A Q&A with Beck Hansen, Author of Song Reader.
Somehow, Beck Hansen’s just-released Song Reader feels completely steeped in another time and completely appropriate to our own—it’s a book of sheet music, painstakingly crafted sheet music, that’s meant to come to life right here in our new golden age of home performance. The whole project has been years in the making, and the final product is a pretty incredible thing to behold. We wrote to the author to ask a few questions about how it came to be. — Jordan Bass
McSWEENEY’S: So here we are, late in 2012, and you’ve just put a heck of a lot of effort into crafting a set of songs that you’re only going to release as sheet music. Where’d that idea come from, originally? And what is it about a project like this that seemed exciting to take on?
BECK: The idea has been around since I started releasing music. After one of my first records came out, in the ’90s, a publisher sent me a sheet music version of the album—someone had transcribed it for piano and voice. The album itself was full of noises, beats, bent sounds, feedback—it had a lot of sonic ideas that were meant to be heard, as a recording. Seeing those songs reduced down to piano parts made me feel like they’d become abstractions. At the time, I mentioned to the people I worked with that it might be better to write a group of songs specifically for a songbook, rather than trying to force the songs from my record into written arrangements. But years of touring and making albums didn’t leave time to do the project properly. We finally began the process back in 2004.
McSWEENEY’S: It seems like you thought about this as a different kind of songwriting, in terms of what could be expressed and how you’d want to arrange it—the songs in Song Reader aren’t quite like the songs you’d put on one of your records. Can you describe that difference, a little bit?
BECK: I realized early on that the songs would have to be different, definitely. When you write for your own voice, you have certain constraints you become accustomed to; when you’re asking other people to learn songs they’ve never heard, that puts a different kind of pressure on what the songs should be. I thought a lot about whether these songs should be simple singalongs or more esoteric pieces that would make for better reading on the page for non-musicians, whether they should be written in older styles or if that would make them dismissable as a nostalgic whim. Eventually I decided that attempting, in my own limited way, to get to some idea of what songwriting is at heart—attempting to work from that place—would, at least conceptually, help give the songs a direction. Writing for the page puts everything you come up with under a giant microscope. It was a very different sort of discipline than writing for a recorded project.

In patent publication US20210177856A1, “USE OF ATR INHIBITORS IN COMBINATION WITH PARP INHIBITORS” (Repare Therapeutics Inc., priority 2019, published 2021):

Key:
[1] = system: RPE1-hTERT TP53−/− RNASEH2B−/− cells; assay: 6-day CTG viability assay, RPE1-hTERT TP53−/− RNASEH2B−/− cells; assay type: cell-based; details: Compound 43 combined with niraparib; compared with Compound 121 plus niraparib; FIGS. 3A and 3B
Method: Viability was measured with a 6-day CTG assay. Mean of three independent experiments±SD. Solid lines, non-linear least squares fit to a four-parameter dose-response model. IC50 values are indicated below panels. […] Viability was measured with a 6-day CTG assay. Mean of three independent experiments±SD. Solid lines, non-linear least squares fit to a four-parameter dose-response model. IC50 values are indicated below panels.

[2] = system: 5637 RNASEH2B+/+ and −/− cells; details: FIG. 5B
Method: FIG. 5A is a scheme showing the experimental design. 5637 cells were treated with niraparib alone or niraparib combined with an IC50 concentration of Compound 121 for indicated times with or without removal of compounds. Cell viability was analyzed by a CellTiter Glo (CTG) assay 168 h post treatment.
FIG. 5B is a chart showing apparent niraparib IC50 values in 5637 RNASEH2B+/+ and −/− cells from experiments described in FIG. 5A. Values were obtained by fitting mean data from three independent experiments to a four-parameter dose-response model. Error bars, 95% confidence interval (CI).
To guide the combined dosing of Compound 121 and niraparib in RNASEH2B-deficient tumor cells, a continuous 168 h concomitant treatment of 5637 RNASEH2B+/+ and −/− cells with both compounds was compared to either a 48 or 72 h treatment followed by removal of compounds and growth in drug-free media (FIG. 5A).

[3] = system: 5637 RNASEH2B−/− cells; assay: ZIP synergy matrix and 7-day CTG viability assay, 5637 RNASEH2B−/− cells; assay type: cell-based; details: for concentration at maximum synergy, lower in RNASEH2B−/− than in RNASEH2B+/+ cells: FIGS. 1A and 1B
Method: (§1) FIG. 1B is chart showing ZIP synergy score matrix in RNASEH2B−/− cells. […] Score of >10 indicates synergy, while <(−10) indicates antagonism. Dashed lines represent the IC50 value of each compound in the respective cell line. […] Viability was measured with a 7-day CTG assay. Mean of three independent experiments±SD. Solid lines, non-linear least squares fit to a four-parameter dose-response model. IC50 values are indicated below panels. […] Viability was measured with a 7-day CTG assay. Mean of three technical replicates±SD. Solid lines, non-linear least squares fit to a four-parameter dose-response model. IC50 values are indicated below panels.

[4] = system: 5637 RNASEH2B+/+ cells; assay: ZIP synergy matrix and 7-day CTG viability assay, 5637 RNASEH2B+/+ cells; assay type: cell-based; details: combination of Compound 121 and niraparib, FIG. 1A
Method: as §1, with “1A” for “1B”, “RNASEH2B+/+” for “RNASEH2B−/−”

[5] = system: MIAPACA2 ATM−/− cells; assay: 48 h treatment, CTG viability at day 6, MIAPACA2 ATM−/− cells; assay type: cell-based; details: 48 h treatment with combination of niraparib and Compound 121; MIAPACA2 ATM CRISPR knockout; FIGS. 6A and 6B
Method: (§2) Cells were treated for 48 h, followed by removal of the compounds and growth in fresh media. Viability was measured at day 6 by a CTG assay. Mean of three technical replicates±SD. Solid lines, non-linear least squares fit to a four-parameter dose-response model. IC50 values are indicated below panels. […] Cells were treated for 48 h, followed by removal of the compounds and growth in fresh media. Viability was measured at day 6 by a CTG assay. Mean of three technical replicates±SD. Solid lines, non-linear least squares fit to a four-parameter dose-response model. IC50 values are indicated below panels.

McSWEENEY’S: At the same time, there’s a tone here that, to my mind, feels like you—the way you can make a song feel eccentric but authentic at the same time. And that went into the way we thought about the rest of project, too, the art and the writing and the other extra bits and all. How’d you think about applying a Beck aesthetic to a sheet-music book?
BECK: I was aware, while working on the project, that a lot of people would take the book as a pretty odd idea. So I thought, initially, that I would write songs that were serious and present them in a very straightforward way, without adornments. But, between collecting cases full of old sheet music and seeing all the possibilities of the presentation, as we worked on the package, I realized that it would be a shame to ignore the humor and fun in the medium. Sheet music could be loud, and garish, and completely preposterous. Some of those old songs are relics of a brand of American absurdity, the same absurdity you see in bad ’70s cop shows or ’80s pop videos. I think there’s a way to celebrate it all, without reducing it to ironic fodder.